I truly love my university, the University of Massachusetts at Amherst, and I have ever since my first visit here in the early 1970s, through my residential doctoral program and the earning of my degree, and to this very day as I have returned as an educator in my semi-retirement.
I love the campus and most structures old and new, the bright, passionate, inquisitive students, the world-class faculty, the ahead-of-the-curve research, the demographic and intellectual diversity, and, of course, the duck-rich pond that quiets my soul each time I take respite by its gentle shores.
Though I declare unequivocal admiration for our institution, I am troubled, nonetheless, by some longstanding issues that I cannot seem to reconcile revolving on a name, symbols, and a motto.
What's In a Name?
"What's in a name?," the Bard asked in his timeless classic "Romeo and Juliet." "That which we call a rose by any other name would smell as sweet." Yes, and while this holds true for Romeo Montague and for roses, the town in which we find our great university could, in fact, find a much sweeter smelling namesake to honor!
The town took its name from Lord Jeffrey Amherst, the Commander-in-Chief of British forces between 1758 and 1763 during the French & Indian War. For Amherst's victorious service in appropriating Canada for the British realm, King George III rewarded Amherst with 20,000 acres of confiscated Indian land in New York State.
Amherst's brutal military methods against indigenous populations included callous germ warfare, tactics forever branded in the annals of shame and infamy. For example, referring to an uprising against British forces led by Chief Pontiac of the Ottawa nation, who fought with the French, historian Carl Waldman (1985) wrote: "Captain Simeon Ecuyer had bought time by sending smallpox-infected blankets and handkerchiefs to the Indians surrounding the fort -- an early example of biological warfare -- which started an epidemic among them. Amherst himself had encouraged this tactic in a letter to Ecuyer" (p. 108).
In addition, Amherst, on another occasion in a letter to Colonel Henry Bouquet, wrote: "Could it not be contrived to send the Small Pox among those disaffected tribes of Indians? We must on this occasion use every stratagem in our power to reduce them" (in Parkman, 1886, p. 39). Amherst continued in a postscript to Bouquet in a letter dated July 16, 1763 referring to his Indian enemies: "..to try Every other method that can serve to Extirpate this Execrable Race."
Amherst's letters also discussed the use of dogs to hunt Indians, the so-called "Spaniard's Method," but, alas, he was not able to implement this plan due to a shortage of hounds.
On the other hand, though he opposed the French as well during the war, Sir Jeff had no apparent inhumane disregard for the French, but rather saw them as his "worthy" enemy. "It was the Indians who drove him mad. It was they against whom he was looking for 'an occasion, to extirpate them root and branch'" (Long, 1938, p. 187).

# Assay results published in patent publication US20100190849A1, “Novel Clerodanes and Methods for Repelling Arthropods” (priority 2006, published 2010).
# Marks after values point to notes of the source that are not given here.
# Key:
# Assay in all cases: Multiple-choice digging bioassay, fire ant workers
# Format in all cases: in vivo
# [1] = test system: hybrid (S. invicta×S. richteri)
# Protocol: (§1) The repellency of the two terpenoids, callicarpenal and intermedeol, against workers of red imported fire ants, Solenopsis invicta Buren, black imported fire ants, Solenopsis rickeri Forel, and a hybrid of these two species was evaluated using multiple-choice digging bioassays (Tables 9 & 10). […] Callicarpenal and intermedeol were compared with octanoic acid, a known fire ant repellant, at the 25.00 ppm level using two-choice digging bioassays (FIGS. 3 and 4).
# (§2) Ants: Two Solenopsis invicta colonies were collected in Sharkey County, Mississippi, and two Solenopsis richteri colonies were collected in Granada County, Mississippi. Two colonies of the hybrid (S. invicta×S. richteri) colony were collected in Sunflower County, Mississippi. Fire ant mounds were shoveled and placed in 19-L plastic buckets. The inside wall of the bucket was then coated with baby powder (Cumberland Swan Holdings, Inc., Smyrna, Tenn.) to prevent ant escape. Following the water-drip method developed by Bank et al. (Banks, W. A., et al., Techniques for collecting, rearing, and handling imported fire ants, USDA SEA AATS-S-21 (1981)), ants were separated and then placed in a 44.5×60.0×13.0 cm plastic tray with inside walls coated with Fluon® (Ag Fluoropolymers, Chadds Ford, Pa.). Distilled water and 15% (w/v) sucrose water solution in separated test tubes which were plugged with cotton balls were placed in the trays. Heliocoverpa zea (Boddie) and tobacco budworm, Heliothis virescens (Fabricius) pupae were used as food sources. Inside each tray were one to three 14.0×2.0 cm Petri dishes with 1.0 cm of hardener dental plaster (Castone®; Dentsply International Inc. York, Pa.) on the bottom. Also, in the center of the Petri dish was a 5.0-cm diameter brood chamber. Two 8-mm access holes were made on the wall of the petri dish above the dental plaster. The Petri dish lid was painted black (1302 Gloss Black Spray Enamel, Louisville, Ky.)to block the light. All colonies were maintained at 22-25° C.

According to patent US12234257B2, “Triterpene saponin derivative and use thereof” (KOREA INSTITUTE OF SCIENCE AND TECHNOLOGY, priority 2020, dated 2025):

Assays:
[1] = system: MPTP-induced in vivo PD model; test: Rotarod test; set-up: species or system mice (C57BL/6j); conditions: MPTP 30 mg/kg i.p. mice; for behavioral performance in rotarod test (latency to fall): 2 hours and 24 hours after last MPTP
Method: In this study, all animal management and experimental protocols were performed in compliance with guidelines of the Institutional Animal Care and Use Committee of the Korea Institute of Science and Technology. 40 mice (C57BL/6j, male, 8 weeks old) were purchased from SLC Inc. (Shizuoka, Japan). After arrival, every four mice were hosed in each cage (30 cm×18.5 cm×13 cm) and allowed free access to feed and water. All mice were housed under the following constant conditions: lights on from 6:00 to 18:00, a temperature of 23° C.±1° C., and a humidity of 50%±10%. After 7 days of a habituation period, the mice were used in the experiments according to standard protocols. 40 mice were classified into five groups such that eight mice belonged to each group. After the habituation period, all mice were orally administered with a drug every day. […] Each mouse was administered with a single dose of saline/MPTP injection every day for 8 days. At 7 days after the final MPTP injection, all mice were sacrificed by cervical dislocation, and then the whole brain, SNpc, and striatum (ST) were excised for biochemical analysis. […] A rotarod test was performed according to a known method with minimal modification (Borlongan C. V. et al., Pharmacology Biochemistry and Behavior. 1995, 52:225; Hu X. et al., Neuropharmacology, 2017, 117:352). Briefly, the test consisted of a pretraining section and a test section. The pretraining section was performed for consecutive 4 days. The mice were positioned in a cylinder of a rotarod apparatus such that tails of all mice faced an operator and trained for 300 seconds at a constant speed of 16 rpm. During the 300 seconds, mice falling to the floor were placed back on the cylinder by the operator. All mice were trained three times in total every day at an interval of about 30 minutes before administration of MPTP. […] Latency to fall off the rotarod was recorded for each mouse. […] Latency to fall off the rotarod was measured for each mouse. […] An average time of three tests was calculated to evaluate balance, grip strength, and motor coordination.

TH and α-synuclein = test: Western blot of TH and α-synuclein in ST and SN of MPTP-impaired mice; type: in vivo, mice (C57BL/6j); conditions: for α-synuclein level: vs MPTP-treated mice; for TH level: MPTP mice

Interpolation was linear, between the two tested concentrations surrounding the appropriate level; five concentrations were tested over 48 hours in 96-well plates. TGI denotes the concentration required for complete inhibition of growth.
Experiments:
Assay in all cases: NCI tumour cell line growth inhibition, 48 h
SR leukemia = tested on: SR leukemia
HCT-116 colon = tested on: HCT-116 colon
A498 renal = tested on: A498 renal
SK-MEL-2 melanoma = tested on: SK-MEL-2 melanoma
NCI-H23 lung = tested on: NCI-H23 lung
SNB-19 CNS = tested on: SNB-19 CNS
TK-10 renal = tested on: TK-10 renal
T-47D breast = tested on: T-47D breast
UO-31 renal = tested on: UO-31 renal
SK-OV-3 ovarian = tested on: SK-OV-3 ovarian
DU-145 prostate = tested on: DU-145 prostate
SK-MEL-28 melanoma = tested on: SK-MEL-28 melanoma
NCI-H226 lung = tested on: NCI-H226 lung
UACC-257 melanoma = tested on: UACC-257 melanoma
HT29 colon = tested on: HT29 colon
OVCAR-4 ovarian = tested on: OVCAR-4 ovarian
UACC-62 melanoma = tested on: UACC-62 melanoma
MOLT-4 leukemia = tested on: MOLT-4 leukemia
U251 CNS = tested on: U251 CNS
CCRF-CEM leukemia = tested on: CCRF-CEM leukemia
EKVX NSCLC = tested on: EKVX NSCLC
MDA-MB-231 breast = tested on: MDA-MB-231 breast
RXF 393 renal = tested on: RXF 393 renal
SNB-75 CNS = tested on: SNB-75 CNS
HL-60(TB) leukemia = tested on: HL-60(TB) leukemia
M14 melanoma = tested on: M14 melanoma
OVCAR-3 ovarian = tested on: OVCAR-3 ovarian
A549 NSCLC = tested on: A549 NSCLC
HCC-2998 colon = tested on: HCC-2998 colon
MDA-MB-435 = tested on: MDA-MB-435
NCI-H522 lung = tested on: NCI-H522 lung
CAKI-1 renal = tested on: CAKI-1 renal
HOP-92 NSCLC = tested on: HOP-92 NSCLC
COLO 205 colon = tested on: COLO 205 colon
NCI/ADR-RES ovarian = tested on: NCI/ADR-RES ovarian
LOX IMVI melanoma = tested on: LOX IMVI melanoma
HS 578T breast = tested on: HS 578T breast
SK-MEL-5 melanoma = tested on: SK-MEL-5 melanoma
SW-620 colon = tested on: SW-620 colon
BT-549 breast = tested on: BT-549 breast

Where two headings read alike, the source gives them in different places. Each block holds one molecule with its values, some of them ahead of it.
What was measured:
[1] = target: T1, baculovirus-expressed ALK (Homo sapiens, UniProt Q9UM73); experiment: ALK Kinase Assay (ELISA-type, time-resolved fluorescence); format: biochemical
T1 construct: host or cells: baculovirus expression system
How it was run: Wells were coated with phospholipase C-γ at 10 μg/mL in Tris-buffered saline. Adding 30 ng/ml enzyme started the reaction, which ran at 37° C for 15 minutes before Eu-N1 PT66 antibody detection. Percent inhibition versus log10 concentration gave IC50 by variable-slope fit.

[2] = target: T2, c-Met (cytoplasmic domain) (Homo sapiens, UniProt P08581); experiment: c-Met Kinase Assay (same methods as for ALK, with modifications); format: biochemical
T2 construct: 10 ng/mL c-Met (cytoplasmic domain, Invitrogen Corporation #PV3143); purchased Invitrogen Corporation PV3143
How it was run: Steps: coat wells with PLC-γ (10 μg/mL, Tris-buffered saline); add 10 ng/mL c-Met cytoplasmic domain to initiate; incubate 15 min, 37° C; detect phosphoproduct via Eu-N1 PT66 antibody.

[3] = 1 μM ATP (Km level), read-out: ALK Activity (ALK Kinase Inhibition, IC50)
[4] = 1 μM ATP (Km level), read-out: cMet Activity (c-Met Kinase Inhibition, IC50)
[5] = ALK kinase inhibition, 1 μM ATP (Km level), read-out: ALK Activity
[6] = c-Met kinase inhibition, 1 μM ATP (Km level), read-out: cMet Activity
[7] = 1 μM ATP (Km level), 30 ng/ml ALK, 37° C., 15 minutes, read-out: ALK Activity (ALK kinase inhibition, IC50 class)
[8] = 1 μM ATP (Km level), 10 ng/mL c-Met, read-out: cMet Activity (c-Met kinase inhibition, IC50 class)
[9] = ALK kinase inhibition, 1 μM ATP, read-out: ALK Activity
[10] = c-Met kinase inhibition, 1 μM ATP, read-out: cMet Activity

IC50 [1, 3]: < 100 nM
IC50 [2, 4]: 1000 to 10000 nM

How ironic that the great seal of the University of Massachusetts at Amherst profiles the image of an Indian. Maybe I am missing something, but this so-called "honoring," taking "pride" in, and "respecting" Native Americans by the cultural descendants of Lord Jeffrey Amherst and others who engaged in forced evacuations, deculturalization, and genocide of First Nations people strikes me as hypocrisy at best.
Symbolic, but Wait a Minute!
The brave Minutemen, members of that valiant colonial militia ready at a moment's notice to fight the British before and during the Revolutionary War of Independence, served as the vanguard of our burgeoning nation. While all due respect and honor need be granted to this early troop of citizen soldiers, I question whether the symbol of "Sam the Minuteman" as the university's mascot and our sports team athletes, known as Minutemen and Minutewomen, as well as the motto on our university's great seal, which reads Ense petit placidam sub libertate quietem ("By the sword we seek peace, but peace only under liberty") are appropriate symbols and words to represent an institution of higher learning. Both the Minuteman symbol and the motto seem better suited to the United States Department of Defense than to a great university.
After a long absence from the campus, upon my recent return, I was frankly quite startled to witness the relatively new addition of a large statue of Sam the Minuteman, holding high his elongated-barreled musket on central campus. Even before contemporary incidents of high profile gun-related violence have surfaced, I have long felt uneasy and have questioned the appropriateness of militiamen, guns, and "swords" serving as the literal and symbolic face of the University of Massachusetts at Amherst. I am uncomfortable with the messages these weapons send.
Higher Level of Inquiry
While I have ruminated on these questions for many years, and I have reached my own conclusions on what steps I would like to see the university sanction, I hesitate here to offer any proposals. Within this current era of colleges and universities reexamining their mascots and mottos and the ways in which they represent themselves to the larger society, my intent here is merely to raise concerns and questions to a higher level of public inquiry, something I have attempted to do on numerous issues most of my life.
I have had the privilege for many years as a student and later as an educator to read and discuss ideas with engaged and motivated students and committed professors, and by so doing, I have been able to make better sense of life around me. It is in that spirit that I now raise these questions.
Long, J. C. (1933). Lord Jeffrey Amherst: A Soldier of the king. NY: Macmillan.
Parkman, F. (1886). The conspiracy of Pontiac and the Indian War after the conquest of Canada. Boston: Little, Brown.
Waldman, C. (1985). Atlas of the North American Indian NY: Facts on File.